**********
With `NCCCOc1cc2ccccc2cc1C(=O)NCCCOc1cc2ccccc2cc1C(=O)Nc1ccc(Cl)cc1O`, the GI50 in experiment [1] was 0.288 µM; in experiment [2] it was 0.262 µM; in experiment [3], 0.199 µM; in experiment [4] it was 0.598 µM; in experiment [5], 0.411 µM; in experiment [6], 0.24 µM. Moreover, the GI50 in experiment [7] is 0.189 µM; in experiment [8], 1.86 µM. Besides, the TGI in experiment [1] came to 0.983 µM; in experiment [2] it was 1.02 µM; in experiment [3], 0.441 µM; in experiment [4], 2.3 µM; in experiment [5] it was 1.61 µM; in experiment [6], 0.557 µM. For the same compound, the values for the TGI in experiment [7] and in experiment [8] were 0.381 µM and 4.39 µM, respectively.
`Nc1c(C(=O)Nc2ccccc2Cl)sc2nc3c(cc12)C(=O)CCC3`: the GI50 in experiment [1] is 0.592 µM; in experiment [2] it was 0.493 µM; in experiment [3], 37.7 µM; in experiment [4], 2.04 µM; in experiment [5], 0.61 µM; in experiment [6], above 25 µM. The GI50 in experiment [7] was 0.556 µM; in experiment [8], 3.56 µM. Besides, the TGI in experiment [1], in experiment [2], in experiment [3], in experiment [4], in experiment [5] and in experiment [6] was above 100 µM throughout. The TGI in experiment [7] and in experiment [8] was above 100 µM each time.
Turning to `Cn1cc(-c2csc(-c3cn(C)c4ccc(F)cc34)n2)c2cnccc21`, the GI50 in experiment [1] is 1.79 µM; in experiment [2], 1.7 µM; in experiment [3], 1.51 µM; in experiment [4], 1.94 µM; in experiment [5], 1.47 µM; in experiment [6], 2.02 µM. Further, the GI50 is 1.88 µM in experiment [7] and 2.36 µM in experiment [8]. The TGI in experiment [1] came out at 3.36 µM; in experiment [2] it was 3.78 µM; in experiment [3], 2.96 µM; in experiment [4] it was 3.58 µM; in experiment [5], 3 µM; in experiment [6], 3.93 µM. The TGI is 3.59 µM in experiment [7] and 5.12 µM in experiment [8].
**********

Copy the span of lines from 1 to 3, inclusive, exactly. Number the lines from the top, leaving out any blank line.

With `NCCCOc1cc2ccccc2cc1C(=O)NCCCOc1cc2ccccc2cc1C(=O)Nc1ccc(Cl)cc1O`, the GI50 in experiment [1] was 0.288 µM; in experiment [2] it was 0.262 µM; in experiment [3], 0.199 µM; in experiment [4] it was 0.598 µM; in experiment [5], 0.411 µM; in experiment [6], 0.24 µM. Moreover, the GI50 in experiment [7] is 0.189 µM; in experiment [8], 1.86 µM. Besides, the TGI in experiment [1] came to 0.983 µM; in experiment [2] it was 1.02 µM; in experiment [3], 0.441 µM; in experiment [4], 2.3 µM; in experiment [5] it was 1.61 µM; in experiment [6], 0.557 µM. For the same compound, the values for the TGI in experiment [7] and in experiment [8] were 0.381 µM and 4.39 µM, respectively.
`Nc1c(C(=O)Nc2ccccc2Cl)sc2nc3c(cc12)C(=O)CCC3`: the GI50 in experiment [1] is 0.592 µM; in experiment [2] it was 0.493 µM; in experiment [3], 37.7 µM; in experiment [4], 2.04 µM; in experiment [5], 0.61 µM; in experiment [6], above 25 µM. The GI50 in experiment [7] was 0.556 µM; in experiment [8], 3.56 µM. Besides, the TGI in experiment [1], in experiment [2], in experiment [3], in experiment [4], in experiment [5] and in experiment [6] was above 100 µM throughout. The TGI in experiment [7] and in experiment [8] was above 100 µM each time.
Turning to `Cn1cc(-c2csc(-c3cn(C)c4ccc(F)cc34)n2)c2cnccc21`, the GI50 in experiment [1] is 1.79 µM; in experiment [2], 1.7 µM; in experiment [3], 1.51 µM; in experiment [4], 1.94 µM; in experiment [5], 1.47 µM; in experiment [6], 2.02 µM. Further, the GI50 is 1.88 µM in experiment [7] and 2.36 µM in experiment [8]. The TGI in experiment [1] came out at 3.36 µM; in experiment [2] it was 3.78 µM; in experiment [3], 2.96 µM; in experiment [4] it was 3.58 µM; in experiment [5], 3 µM; in experiment [6], 3.93 µM. The TGI is 3.59 µM in experiment [7] and 5.12 µM in experiment [8].